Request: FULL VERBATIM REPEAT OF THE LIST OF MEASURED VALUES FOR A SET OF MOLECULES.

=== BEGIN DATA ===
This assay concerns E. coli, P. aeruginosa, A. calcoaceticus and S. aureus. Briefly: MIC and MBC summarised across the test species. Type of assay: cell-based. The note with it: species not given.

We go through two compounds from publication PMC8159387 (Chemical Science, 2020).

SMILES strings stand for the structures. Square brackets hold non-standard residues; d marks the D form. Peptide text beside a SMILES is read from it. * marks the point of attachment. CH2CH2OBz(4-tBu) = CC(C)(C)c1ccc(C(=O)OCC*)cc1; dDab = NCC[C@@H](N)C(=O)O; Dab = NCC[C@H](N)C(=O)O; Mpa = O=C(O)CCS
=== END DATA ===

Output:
This assay concerns E. coli, P. aeruginosa, A. calcoaceticus and S. aureus. Briefly: MIC and MBC summarised across the test species. Type of assay: cell-based. The note with it: species not given.

We go through two compounds from publication PMC8159387 (Chemical Science, 2020).

SMILES strings stand for the structures. Square brackets hold non-standard residues; d marks the D form. Peptide text beside a SMILES is read from it. * marks the point of attachment. CH2CH2OBz(4-tBu) = CC(C)(C)c1ccc(C(=O)OCC*)cc1; dDab = NCC[C@@H](N)C(=O)O; Dab = NCC[C@H](N)C(=O)O; Mpa = O=C(O)CCS